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    The holiday film season is in full swing. We’re not talking about what’s happening inside the movie houses, but instead what’s happening on the movie-making front.

    Local entertainment buffs are trumpeting the passage of legislation that they say will thrust Michigan into the national picture when it comes to movie production.

    “Filmmaking can generate millions of dollars in a community if a major production company uses it as a location,” said Deb Havens, chairwoman of the West Michigan Film Video Alliance’s board.

    That’s why she’s pleased with legislation from Rep. Bill Huizenga, R-Zeeland, that’s currently awaiting the autograph of Gov. Jennifer Granholm. The measure would offer tax incentives to filmmakers who use the Great Lakes State as a filming location.

    “Before the approval of HB 5204, we could only offer incentives like room and meal discounts for crews that chose to shoot in West Michigan,” she said. “Now, West Michigan is a national player.”

    She said the change in law would “change our economy, bring new production to West Michigan and keep many of our most creative people from leaving. We really have a legitimate shot at attracting major Hollywood productions with the natural beauty of our state and the talent of our local people combined with the extra incentives offered in this bill.”

    Remember, the American Pie Presents series (which, while questionable in taste, is wildly popular among viewers) has its roots in East Grand Rapids. Who wants to look at a Toronto lakeshore trying to be passed off as one of Grand Haven’s beautiful beaches? Probably not Adam Herz.

    **If you’ve ever asked the question, “Who watches a gubernatorial debate, anyway?” Here’s your answer: Dave Shepard.

    The president and general manager of Sayfee’s Restaurant and Lounge was paying attention this fall when Granholm and Republican challenger Dick DeVos went head-to-head on live television.

    His perception, however, was a little different from that of most Michiganders. He picked up on Granholm’s statement that she would make Michigan smoke-free if legislation to ban smoking ever crossed her desk.

    Shepard isn’t waiting for that to happen and will eliminate smoking throughout the building on Jan. 2.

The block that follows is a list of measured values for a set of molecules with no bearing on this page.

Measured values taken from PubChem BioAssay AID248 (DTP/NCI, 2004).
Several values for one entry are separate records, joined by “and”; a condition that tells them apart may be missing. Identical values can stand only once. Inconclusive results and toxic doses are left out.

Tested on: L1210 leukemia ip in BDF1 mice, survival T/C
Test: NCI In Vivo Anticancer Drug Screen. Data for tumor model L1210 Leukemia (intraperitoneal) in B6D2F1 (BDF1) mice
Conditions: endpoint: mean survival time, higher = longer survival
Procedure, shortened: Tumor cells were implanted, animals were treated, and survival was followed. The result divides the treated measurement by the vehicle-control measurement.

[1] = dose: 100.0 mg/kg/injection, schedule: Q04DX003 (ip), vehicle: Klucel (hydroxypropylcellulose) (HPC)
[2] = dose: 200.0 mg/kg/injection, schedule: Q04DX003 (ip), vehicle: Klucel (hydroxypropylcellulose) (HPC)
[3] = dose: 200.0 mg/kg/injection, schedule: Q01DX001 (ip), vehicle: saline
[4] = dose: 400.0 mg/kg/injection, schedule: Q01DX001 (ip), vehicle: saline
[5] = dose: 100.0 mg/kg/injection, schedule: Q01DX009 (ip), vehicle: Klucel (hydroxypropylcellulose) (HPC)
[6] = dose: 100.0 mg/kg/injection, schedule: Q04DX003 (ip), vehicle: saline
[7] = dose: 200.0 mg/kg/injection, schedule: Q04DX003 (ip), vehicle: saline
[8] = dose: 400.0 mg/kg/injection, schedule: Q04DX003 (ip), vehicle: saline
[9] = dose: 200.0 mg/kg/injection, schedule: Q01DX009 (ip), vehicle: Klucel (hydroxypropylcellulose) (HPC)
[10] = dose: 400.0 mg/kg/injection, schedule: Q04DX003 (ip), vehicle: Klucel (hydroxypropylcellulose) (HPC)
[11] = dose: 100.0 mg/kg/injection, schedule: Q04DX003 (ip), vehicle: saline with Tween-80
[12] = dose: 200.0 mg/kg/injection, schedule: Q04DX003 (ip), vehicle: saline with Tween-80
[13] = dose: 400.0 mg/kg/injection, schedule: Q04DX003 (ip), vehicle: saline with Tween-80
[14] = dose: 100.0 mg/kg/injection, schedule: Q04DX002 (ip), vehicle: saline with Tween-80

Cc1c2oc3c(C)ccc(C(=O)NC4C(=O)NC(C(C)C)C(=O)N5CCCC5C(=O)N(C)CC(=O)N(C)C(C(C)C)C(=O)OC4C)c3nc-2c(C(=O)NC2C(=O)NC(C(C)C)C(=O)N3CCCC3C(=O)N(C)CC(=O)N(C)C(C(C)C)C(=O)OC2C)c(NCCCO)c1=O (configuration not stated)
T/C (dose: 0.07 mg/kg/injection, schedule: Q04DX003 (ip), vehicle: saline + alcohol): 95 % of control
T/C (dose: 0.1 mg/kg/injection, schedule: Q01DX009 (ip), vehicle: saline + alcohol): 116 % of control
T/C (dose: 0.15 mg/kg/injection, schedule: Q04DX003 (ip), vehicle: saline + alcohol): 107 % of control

“We feel making Sayfee’s smoke free in the dining room and in the lounge will put us ahead of a trend that will soon be the standard in West Michigan establishments,” he said. “We will completely recondition the restaurant over the holidays, including cleaning the carpet, walls and ceilings to eliminate the smell of smoke.”

    No word yet whether Mayor George Heartwell has dinner plans for the New Year.

    **This is certainly not the type of story Gerry Barnaby would cover. The long-time TV happy face will find himself off the airwaves to begin 2007, the victim of a consolidation that brings the Battle Creek offices of WOTV to parent station WOOD-TV’s broadcast facilities in Grand Rapids.

    Diane Kniowski, president and general manager of local TV empire WOOD, WOTV and WXSP, also announced that the local ABC affiliate’s segments will refocus on community projects and family-friendly coverage. “We have an outstanding advocate for kids and family in Maranda,” added Kniowski, referring to Lori Cook’s longtime kid-friendly TV persona. “She’ll continue to be the leader in developing innovative programs for children and families to watch together. Maranda is a vital part of our continuing commitment to community and will serve the Battle Creek/Kalamazoo area.”

    That’s all well and good, but no one was more on-air friendly than Barnaby. At least BC Unlimited gets the station’s old building — for free — following the move.

    **One of the remaining Original Six is gone. Bob Sack, one of the last few inaugural employees of the Grand Rapids Griffins, is moving on. He will become COO of the law firm McShane & Bowie following his last day with the franchise on Friday.

    His final Griffins home game was last Wednesday and marked the 462nd home contest of his 11-and-a-half-year career, according to Randy Cleves, director of the American Hockey League team’s public relations.

    It should be noted that Sack also was instrumental in forming an affiliation with the NHL’s Detroit Red Wings and in bringing the AHL’s All-Star Game to Grand Rapids.

    The remaining original Griffins employees, now known as the Fab Five, are General Manager Bob McNamara; Rob Snitzer, medical therapist; Tim Gortsema, vice president of finance and administration; Lourie (Boike) Hurley, director of ticket operations; and Lisa Vedder, accounting manager.

    **Anyone even remotely acquainted with Bob Israels knows the man doesn’t sit still for long. Nor does he rest on his laurels.

    That’s why it should be no surprise that the renovation on the southern portion of a former John Widdicomb furniture factory building will begin next month. Israels, owner of Israels Designs for Living, owns the 120,000-square-foot building located near Fifth Street and Seward Avenue on the city’s West Side.

    Erhardt Construction will direct the renovation.

    “The vision of Bob Israels to develop this historic building in a Renaissance Zone is exciting,” said Dale Bramer, a senior vice president for Erhardt. “I see it as an amazing opportunity for a business to be located in a unique area of our city that has much to offer with its proximity and access to the downtown area.”

    Israels restored the north building in 2004 and it now houses the company’s trade center, a designer showroom for high-end furniture, fabrics, flooring and wall coverings. Erhardt directed that project and will follow a similar design for the southern portion.

    Construction is expected to finish in the summer of 2008.    

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